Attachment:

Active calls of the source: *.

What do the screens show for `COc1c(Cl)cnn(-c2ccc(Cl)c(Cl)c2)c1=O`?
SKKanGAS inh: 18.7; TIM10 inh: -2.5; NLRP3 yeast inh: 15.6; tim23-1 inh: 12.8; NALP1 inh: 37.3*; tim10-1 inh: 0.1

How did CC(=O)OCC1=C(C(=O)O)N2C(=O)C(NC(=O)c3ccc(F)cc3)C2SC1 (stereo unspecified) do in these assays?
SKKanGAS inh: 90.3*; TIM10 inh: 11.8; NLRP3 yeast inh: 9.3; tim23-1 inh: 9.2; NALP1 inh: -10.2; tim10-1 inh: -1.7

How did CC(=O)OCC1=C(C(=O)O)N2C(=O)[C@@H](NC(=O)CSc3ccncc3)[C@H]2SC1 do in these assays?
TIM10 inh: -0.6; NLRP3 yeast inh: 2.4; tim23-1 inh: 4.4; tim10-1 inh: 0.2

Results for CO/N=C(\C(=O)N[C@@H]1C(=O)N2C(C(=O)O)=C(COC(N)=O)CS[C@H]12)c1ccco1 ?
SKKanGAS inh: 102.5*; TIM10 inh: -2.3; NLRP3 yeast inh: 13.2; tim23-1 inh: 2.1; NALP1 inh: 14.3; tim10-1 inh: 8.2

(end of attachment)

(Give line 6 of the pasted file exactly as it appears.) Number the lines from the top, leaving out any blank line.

How did CC(=O)OCC1=C(C(=O)O)N2C(=O)[C@@H](NC(=O)CSc3ccncc3)[C@H]2SC1 do in these assays?